What I Owe to Dr. MLK, Jr.

As a privileged white woman, it is easy for me to just half-heartedly acknowledge today's holiday, Dr. Martin Luther King Jr Day.

"We will have to repent in this generation not merely for the hateful words and actions of the bad people but for the appalling silence of the good people."
-- "Letter from Birmingham Jail," April 16, 1963

But that would be a huge mistake. You see, I owe a lot to Dr. King too. Dr. King paved the way for my family to be who we are. Dr. King and his brave followers are the reason that I had diversity in my public schools, that my teachers and healthcare professionals and coworkers don't look like me. People who have shaped me, contributed to my environment, befriended me, etc... their rights were fought for and defended long ago by heroes who knew that injustice wasn't truth.

"The ultimate measure of a man is not where he stands in moments of comfort and convenience, but where he stands at times of challenge and controversy. The true neighbor will risk his position, his prestige and even his life for the welfare of others."
-- Strength to Love (1963)

I really hope that if I had been alive in the Holocaust era, or during the Civil Rights movement, I would have stood up for the injustices of those who needed my help. But then again, there is still injustice today, and victims who need fighting for NOW- are we standing up for them? Are we honoring Dr. King and others who advocated for freedom and equality?  (Don't know what I mean? Think orphan crisis, child slavery, human trafficking, abortion.)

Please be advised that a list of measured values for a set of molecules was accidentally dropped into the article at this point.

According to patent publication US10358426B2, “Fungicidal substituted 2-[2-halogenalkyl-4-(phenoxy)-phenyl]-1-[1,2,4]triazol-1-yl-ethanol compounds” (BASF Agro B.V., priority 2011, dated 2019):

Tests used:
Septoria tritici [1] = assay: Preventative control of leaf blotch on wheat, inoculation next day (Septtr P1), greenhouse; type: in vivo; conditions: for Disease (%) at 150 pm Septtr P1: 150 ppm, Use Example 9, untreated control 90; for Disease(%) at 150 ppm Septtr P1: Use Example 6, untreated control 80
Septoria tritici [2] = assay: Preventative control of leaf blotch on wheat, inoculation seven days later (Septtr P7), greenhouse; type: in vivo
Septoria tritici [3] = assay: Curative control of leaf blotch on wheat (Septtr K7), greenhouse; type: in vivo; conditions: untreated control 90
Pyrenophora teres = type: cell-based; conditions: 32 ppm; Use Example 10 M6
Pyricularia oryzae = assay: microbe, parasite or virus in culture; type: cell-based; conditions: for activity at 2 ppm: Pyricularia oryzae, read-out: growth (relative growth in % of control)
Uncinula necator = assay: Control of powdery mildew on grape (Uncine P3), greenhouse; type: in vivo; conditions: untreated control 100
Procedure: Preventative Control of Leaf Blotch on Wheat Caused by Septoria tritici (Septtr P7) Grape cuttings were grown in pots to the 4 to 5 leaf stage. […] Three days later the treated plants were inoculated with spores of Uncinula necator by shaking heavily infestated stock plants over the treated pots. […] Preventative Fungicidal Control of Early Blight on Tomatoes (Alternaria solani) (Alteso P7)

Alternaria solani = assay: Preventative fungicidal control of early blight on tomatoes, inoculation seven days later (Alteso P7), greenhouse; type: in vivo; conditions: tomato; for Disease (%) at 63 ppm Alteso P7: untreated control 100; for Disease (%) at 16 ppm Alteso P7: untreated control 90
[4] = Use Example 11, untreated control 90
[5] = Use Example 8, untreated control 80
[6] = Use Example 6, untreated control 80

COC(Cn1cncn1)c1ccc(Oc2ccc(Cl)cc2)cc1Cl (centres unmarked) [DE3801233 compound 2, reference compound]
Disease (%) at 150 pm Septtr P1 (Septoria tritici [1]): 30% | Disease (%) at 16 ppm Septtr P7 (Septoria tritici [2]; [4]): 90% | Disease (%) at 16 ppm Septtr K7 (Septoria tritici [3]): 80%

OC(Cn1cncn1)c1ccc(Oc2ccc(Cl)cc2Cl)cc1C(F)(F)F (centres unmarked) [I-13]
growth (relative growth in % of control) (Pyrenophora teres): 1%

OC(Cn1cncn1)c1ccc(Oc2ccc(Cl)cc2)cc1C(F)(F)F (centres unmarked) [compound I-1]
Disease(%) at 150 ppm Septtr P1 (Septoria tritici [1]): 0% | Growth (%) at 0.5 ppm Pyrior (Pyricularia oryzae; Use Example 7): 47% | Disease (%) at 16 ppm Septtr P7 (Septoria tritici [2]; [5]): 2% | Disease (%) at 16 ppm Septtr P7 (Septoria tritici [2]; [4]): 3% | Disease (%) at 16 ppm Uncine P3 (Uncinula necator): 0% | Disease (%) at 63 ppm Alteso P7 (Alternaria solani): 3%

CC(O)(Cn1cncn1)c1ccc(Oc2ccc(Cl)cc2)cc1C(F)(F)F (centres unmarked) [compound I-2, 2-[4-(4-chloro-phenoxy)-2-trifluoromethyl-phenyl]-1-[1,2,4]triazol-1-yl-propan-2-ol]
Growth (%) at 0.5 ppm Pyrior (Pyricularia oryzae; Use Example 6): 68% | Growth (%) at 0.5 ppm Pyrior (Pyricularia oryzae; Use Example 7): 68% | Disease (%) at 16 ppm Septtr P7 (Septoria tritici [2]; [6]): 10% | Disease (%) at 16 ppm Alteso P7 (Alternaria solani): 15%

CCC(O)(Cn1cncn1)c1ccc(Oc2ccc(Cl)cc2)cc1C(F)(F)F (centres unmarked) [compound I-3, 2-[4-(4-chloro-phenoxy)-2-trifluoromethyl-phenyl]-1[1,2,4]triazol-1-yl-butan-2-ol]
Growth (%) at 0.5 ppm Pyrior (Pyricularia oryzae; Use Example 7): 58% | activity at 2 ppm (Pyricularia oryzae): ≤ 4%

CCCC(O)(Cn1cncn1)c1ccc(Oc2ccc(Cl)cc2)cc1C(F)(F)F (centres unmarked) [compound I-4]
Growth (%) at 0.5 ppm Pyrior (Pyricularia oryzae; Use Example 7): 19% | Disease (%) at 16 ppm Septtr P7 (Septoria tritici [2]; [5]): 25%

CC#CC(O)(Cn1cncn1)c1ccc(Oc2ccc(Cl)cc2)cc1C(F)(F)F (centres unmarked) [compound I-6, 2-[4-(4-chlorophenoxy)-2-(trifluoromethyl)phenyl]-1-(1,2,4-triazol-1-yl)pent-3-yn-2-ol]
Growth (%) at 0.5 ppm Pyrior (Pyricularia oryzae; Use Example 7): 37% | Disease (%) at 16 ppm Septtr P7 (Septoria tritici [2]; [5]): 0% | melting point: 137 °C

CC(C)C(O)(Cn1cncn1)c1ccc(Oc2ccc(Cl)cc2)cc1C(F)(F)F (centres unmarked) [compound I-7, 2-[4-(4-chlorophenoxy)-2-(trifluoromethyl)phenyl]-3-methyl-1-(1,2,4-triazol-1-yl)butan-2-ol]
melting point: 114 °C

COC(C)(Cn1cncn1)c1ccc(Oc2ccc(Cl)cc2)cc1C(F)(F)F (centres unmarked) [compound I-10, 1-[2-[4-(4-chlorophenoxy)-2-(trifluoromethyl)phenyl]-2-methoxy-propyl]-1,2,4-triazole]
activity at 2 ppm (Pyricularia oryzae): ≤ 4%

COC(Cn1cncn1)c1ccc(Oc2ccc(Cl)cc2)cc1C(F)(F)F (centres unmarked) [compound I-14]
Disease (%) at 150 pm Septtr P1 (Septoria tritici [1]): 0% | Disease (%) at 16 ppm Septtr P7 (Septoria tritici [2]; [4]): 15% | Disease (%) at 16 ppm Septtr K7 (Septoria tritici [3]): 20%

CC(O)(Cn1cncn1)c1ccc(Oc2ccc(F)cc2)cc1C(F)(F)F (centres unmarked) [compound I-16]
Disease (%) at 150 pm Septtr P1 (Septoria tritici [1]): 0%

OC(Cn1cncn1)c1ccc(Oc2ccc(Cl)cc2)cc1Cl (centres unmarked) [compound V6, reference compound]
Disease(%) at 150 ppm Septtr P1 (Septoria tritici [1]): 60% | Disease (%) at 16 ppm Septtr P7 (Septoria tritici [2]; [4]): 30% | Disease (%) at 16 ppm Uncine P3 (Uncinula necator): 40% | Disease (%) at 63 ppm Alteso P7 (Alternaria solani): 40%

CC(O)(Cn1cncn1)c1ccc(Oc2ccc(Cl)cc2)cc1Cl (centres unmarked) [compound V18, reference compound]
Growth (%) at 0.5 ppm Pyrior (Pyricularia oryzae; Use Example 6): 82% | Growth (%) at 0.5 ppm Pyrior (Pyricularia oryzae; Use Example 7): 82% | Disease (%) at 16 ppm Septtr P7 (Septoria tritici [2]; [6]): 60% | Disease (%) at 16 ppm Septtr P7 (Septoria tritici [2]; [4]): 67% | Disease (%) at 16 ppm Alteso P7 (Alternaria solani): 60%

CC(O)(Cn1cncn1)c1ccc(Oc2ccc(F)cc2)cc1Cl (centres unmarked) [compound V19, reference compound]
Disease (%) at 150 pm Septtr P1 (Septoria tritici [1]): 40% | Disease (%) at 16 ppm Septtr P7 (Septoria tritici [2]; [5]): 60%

When we let freedom ring, when we let it ring from every tenement and every hamlet, from every state and every city, we will be able to speed up that day when all of God's children, black men and white men, Jews and Gentiles, Protestants and Catholics, will be able to join hands and sing in the words of the old spiritual, "Free at last, free at last. Thank God Almighty, we are free at last."
-- "I Have a Dream" speech, August 28, 1963

 So Dr. King, and the brave advocates who endured hardships and trials and persecution... thank you. Thanks for paving the way so that I could be a white woman with a black son. Thank you for dreaming of a time when white and black children would hold hands and play together, be siblings together, be best friends or grow up to be spouses. Thank you for your courage.

My friends' daughters playing together at the park recently.
I have a dream that my four little children will one day live in a nation where they will not be judged by the color of their skin but by the content of their character. I have a dream that one day little black boys and black girls will join hands with little white boys and white girls as sisters and brothers. I have a dream today.
-- "I Have a Dream" speech, August 28, 1963

Source for Dr. King quotes found here


  1. Well said! I felt very emotional today as I considered how our transracial adoptive family would probably not have been possible without the unbelievable courage and vision of one man.

  2. I hopeit's okay, but I loved this post so much I shared it on my blog!


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